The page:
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July 2018 Edition of Power Politics is updated.         June 2018 Edition of Power Politics is updated.
Issue:May' 2018


A fallout of reckless development

Rakesh Lohumi

India’s colonial era hill station, Shimla, grabbed international attention this summer for an unprecedented water crisis. Environmentalists drew parallels with Cape Town, South Africa’s most affluent metropolis which faced extreme shortage of water early this year, raising global concerns over the threat to water security. There are good reasons for the world community to be worried as the acute water scarcity in the two cities is largely being seen as an unmistakable pointer to the impeding global crisis.

Shimla and many other hill stations provide perfect examples how flawed policies and “environmentally destructive” model of development being pursued by successive governments, irrespective of party in power, affect the quality of life. The severe degradation of environment being caused due to increasing human activity in the ecologically fragile Himalayan region, particularly in relatively more developed states like Himachal, has now started taking its toll. The impact is discernible in the escalating water crisis, declining snow and rain, fluctuating and dwindling apple production, wanton deforestation and spurt in landslides.

The fact that the hills have a limited carrying capacity due to topographical constraints has been completely ignored. The true value and importance of forests is in maintaining the mountain ecosystems, which yield fresh water and clean air, has also been overlooked. Reckless and excessive urbanisation has transformed lush green hills into veritable concrete jungles. The hills have been burdened beyond their carrying capacity. Consequently, the natural sources of water like springs and streams, which sustain life in the hills, are not being recharged adequately. Large chunks of population in the state face water scarcity every summer as sources virtually dry up with discharge dropping to a trickle.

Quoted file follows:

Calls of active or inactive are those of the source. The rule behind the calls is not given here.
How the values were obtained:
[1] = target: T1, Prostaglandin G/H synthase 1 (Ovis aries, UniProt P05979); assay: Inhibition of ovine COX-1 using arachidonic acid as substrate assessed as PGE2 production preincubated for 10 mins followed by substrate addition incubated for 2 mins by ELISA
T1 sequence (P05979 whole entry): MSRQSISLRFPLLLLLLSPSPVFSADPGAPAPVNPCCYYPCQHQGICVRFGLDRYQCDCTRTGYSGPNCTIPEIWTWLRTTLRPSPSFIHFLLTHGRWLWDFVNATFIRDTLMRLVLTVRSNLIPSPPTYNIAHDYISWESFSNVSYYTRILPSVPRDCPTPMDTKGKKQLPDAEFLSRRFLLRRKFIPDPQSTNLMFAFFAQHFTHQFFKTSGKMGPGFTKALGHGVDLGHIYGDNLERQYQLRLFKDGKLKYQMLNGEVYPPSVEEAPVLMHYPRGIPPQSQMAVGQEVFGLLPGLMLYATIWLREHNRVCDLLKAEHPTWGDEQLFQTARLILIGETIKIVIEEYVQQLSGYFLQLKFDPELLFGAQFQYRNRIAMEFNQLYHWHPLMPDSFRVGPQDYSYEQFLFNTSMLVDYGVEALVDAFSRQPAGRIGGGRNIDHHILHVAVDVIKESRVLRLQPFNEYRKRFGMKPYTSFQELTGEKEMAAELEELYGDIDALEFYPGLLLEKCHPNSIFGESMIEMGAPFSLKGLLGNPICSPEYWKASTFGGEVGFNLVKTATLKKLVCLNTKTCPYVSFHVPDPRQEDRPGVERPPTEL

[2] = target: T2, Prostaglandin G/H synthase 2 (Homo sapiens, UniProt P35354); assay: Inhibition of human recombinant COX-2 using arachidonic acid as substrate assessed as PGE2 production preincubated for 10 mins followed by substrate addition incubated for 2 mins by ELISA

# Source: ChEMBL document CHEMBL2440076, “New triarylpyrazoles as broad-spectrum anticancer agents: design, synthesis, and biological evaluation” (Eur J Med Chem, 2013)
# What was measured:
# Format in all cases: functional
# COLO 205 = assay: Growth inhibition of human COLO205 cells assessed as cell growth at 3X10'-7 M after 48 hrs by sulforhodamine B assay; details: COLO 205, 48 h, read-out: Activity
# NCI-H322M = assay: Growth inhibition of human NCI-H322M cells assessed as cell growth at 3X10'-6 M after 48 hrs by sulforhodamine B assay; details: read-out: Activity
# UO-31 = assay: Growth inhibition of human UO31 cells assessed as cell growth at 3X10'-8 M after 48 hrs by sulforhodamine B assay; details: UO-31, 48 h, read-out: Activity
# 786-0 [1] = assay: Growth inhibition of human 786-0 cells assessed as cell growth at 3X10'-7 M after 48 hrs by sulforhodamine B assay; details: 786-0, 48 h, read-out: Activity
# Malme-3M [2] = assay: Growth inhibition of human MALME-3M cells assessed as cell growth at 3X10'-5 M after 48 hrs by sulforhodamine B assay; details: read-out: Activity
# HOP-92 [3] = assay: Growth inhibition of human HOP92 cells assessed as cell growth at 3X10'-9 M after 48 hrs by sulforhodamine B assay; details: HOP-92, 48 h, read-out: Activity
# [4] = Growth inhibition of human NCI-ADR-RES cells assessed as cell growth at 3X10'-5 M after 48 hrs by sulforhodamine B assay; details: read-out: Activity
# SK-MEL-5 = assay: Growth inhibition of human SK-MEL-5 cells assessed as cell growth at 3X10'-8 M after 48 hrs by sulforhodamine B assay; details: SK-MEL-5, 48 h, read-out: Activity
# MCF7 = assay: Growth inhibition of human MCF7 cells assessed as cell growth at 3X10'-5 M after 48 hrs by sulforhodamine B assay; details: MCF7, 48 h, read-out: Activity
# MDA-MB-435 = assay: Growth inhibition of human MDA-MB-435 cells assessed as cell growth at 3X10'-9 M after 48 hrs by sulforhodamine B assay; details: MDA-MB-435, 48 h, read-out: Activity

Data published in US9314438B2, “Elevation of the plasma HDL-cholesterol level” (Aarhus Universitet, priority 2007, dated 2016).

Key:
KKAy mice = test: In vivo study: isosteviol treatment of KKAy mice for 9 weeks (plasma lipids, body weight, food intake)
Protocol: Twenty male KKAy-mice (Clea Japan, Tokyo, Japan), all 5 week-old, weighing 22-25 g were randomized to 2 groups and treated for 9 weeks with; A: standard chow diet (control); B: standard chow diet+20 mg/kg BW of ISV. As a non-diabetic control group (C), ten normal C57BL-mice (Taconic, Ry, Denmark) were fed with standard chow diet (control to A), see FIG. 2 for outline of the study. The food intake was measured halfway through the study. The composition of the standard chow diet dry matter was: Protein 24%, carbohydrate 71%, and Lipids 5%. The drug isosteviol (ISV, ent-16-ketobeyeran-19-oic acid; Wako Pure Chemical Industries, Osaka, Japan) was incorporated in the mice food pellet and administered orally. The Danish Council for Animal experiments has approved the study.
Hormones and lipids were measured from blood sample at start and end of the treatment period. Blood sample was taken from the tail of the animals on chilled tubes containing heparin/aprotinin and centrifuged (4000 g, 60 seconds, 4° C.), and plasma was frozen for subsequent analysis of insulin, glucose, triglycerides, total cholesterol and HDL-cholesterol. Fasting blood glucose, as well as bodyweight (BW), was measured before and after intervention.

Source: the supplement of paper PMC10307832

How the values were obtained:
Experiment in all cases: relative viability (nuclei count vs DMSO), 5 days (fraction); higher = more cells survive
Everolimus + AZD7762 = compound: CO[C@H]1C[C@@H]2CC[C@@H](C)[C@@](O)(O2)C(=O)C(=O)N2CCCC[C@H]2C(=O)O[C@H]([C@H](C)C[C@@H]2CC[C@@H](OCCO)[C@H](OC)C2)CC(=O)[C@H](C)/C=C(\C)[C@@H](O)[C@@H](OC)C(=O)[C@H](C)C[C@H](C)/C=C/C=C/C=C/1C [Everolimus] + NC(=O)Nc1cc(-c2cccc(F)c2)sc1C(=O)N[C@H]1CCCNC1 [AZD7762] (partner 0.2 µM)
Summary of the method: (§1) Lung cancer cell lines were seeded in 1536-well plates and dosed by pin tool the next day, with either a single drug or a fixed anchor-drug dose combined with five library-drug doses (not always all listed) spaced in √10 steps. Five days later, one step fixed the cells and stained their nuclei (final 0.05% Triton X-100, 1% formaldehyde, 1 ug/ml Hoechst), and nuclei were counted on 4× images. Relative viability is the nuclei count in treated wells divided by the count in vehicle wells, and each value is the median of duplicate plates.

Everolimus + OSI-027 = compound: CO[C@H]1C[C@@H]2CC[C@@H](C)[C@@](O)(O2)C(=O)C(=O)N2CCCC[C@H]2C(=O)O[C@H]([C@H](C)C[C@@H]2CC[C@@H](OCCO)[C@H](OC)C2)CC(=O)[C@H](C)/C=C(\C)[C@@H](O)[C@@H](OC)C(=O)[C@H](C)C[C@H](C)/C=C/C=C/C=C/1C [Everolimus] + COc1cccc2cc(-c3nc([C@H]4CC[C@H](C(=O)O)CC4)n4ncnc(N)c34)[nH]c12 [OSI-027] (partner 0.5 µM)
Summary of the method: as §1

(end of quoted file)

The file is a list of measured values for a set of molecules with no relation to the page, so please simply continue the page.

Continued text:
The fact that the Giri Lift Water Supply Scheme(commissioned in 2009), which was designed to ensure adequate water for the next 25 years, failed to meet the demand for even 10 years reflected poor planning.

If Cape Town drove home the point that a global water crisis is much closer as never before, Shimla provided a glimpse of the fate that awaits the dwellers of Himalayan region. The problem of water scarcity was not confined to the erstwhile British summer capital alone, it extended to rural areas and officially 1481 drinking water supply schemes out of the total 9,590 schemes in the state were either critically affected or partially affected. People in the neighbouring Uttrakhand, Nepal, Sikkim and other regions of the Himalayas are also facing water shortage.

Cheif Minister Ram Thakur The shortage of water during peak summer has been a regular feature in Shimla in recent years due to increase in demand and decline in discharge of natural sources of water which cater to the needs of the city. The residents were being provided water on alternate days for the past many years and even during periods of acute shortages water supplied after a gap of two or three days at worst. However, during the current summer tap remained dry in a majority of localities for eight to ten days as the problem was aggravated due to inequitable distribution. The people were forced to stage protests against the failure of the Shimla Municipal Corporation (SMC) and the government to effectively deal with the crisis.

The government has now planned a new Rs 774 crore world bank-funded scheme to lift 55 MLD Sutlej water from Kol Dam. Chief Minister Jai Ram Thakur has directed officials to fast-track water supply projects.